Delivery of Iron-Fortified Yoghurt, Through a Dairy Value Chain Program, Increases Hemoglobin Concentration Among Children 24 to 59 Months Old in Northern Senegal: A Cluster-Randomized Control Trial

Background: Innovative strategies are needed to enhance the nutritional impact of agriculture. Value chain approaches, which use supply chains to add value (usually economic) to products as they move from producers to consumers, can be used to increase access to nutritious foods and improve nutritional status. This study tested whether a dairy value chain could be used to distribute a micronutrient-fortified yoghurt (MNFY) (conditional upon the producer supplying a minimum amount of cow milk/day) to improve hemoglobin and reduce anemia among preschool children in a remote area in Northern Senegal. 

Methods: A cluster randomized control trial was used to compare 204 children (24 to 59 months of age at baseline) from households who received the MNFY coupled to a behavior change communication (BCC) campaign focusing on anemia prevention to 245 children from a control group (receiving BCC only) after one year. Randomization was done at the level of the family concession (households from the same family) (n = 321). Eligible households had a child of the target age and were willing to deliver milk to the dairy factory. Changes in anemia and hemoglobin between groups were assessed using mixed regression models.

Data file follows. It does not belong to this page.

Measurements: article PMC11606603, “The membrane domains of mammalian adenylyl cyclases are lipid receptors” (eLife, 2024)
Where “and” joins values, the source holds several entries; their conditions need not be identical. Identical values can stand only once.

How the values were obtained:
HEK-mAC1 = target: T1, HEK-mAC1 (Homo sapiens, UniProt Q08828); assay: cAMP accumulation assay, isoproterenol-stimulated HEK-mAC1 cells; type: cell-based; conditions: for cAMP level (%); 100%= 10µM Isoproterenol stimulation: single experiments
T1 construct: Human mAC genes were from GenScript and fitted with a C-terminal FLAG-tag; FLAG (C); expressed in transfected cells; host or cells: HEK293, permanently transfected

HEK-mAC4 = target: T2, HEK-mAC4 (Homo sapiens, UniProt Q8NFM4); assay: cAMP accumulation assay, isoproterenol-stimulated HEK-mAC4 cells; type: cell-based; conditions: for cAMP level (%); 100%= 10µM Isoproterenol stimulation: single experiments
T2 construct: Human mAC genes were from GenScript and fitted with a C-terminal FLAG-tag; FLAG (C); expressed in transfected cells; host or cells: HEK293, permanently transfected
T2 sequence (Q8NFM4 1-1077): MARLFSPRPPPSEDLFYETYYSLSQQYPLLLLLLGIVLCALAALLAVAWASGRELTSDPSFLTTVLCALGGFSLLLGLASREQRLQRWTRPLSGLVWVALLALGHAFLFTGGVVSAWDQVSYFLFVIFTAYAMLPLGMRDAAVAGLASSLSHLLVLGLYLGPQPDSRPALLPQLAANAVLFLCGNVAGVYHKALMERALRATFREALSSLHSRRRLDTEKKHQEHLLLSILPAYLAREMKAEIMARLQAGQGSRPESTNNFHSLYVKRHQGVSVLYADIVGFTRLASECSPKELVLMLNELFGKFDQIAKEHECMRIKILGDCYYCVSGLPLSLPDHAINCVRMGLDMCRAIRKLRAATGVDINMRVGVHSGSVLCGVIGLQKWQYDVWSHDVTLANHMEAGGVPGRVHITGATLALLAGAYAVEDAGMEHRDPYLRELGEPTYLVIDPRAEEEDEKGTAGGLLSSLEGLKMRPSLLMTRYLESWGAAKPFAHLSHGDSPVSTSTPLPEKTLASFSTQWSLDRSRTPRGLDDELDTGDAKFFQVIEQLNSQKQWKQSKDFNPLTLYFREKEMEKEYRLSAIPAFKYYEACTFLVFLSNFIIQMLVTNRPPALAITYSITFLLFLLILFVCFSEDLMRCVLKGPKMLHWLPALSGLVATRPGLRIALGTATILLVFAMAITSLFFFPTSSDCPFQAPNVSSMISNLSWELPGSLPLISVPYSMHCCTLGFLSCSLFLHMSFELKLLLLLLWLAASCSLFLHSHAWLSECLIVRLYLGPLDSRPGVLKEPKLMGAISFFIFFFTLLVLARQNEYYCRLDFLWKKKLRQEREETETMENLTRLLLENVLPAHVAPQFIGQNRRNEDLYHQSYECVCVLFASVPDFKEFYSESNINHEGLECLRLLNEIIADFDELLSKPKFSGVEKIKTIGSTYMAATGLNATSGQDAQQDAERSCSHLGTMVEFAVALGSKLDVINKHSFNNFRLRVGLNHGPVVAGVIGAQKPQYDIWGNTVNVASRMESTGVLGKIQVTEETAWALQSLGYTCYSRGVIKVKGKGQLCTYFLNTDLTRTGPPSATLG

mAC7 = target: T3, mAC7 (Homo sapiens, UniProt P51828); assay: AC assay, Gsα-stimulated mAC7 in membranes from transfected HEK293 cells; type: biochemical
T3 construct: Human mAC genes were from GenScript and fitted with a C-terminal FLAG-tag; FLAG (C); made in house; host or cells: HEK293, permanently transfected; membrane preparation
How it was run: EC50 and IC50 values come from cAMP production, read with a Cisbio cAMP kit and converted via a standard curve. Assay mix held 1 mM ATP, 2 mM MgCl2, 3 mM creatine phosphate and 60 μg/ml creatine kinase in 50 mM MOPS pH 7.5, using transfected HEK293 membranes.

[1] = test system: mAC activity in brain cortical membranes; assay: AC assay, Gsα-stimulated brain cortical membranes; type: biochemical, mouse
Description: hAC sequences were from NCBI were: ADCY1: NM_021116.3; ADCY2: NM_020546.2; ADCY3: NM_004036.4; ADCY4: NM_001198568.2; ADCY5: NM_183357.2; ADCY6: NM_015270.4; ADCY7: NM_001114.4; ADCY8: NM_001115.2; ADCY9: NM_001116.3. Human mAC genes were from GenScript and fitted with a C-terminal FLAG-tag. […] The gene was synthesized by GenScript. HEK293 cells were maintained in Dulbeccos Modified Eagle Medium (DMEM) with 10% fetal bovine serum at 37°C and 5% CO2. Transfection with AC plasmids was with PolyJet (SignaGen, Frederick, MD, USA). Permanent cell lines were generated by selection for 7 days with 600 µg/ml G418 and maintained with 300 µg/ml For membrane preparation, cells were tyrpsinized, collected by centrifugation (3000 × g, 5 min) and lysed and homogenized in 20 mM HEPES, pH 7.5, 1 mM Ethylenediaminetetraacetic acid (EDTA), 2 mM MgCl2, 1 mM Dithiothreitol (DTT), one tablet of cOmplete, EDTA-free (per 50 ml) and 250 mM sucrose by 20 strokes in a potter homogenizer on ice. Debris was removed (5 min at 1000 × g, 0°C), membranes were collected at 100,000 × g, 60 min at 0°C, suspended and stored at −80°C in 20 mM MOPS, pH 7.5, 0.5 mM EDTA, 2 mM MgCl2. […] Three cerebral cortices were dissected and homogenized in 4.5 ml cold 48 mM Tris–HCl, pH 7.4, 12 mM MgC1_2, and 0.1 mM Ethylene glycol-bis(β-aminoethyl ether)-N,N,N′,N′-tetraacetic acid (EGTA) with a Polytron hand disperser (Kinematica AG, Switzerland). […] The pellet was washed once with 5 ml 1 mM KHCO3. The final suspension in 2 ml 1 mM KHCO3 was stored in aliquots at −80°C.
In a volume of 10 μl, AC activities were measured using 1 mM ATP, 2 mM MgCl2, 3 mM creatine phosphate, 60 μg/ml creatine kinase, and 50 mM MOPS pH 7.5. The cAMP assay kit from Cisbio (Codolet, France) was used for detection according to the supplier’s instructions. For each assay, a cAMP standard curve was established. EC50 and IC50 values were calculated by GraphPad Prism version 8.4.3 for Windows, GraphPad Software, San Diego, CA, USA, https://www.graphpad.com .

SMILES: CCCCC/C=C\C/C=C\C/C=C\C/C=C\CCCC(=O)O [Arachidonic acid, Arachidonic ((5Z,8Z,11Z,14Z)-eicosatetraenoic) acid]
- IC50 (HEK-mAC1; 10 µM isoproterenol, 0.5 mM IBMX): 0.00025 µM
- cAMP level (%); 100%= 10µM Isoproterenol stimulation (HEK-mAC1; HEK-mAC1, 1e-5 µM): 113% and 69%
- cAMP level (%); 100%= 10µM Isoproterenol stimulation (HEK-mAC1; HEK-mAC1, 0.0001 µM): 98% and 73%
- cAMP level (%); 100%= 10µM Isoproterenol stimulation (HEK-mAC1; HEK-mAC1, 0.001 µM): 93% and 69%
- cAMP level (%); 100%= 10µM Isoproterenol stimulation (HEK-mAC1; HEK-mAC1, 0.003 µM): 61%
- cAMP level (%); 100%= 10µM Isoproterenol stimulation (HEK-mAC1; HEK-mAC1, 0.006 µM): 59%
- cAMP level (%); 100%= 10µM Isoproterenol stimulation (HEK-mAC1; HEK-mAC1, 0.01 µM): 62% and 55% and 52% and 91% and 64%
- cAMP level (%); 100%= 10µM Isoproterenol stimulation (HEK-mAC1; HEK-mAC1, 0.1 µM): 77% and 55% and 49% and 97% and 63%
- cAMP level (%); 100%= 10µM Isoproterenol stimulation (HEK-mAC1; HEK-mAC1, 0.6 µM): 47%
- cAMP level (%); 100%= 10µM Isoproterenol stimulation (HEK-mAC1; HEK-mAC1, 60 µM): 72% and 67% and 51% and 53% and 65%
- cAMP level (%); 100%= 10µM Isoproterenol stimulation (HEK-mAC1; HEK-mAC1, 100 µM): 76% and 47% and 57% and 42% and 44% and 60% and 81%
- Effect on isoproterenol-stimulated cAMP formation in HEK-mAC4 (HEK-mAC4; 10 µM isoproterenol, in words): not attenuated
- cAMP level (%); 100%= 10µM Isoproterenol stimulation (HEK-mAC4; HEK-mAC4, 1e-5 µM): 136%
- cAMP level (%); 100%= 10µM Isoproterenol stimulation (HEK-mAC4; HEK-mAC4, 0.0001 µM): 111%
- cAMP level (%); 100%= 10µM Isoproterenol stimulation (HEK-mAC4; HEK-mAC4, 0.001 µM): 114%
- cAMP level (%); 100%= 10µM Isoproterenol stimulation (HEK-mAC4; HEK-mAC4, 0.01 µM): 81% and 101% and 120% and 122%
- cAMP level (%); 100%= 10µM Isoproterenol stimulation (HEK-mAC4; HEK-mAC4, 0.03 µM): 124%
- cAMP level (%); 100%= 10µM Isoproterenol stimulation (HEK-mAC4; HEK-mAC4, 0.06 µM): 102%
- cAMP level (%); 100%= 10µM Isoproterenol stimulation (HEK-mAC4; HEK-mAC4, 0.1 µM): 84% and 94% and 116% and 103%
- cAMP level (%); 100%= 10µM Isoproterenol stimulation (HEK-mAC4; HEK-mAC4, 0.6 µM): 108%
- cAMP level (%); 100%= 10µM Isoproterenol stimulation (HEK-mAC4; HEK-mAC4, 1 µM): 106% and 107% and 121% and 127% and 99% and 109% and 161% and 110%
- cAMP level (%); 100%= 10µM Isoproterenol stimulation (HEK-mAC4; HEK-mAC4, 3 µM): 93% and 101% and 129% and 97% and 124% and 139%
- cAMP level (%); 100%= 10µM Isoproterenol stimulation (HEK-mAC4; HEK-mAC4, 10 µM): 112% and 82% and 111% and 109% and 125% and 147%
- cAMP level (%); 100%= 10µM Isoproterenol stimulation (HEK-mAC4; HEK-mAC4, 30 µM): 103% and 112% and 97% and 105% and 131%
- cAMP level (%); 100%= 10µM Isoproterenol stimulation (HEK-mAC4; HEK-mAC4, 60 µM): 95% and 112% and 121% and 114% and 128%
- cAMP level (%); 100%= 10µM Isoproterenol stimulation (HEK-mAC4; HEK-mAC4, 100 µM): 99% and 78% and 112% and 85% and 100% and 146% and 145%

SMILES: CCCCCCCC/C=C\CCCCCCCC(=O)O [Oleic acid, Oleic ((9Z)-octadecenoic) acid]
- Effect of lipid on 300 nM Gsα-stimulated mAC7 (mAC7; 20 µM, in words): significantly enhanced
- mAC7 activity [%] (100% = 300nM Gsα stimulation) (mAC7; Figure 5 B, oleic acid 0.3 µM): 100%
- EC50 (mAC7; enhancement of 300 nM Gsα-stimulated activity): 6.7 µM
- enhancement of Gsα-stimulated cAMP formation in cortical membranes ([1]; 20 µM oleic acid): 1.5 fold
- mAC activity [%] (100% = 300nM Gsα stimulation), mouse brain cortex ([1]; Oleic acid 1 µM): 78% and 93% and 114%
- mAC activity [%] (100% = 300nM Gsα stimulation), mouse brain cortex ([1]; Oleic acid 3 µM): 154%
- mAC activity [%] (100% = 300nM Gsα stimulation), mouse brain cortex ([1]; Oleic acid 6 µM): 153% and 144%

Key Findings: Anemia prevalence was very high at baseline (80%) and dropped to close to 60% at endline, with no differences between intervention groups. Hemoglobin increased by 0.55 g/dL, 95%CI (0.27; 0.84) more in the intervention compared to the control group after one year, in models that controlled for potentially confounding factors. The impact was greater (0.72 g/dL, 95%CI (0.34; 1.12)) for boys, compared to girls (0.38 g/dL, 95%CI (-0.03; 0.80)).

Conclusion: The dairy value chain was a successful strategy to distribute MNFY among pastoralists in Northern Senegal, and increase Hb concentrations among their children. This study is one of the first proofs of concept showing that a nutrition-sensitive agriculture value chain approach can contribute to improved child nutrition in a remote pastoralist population.

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17 pages
PLoS One
Le Port A, et al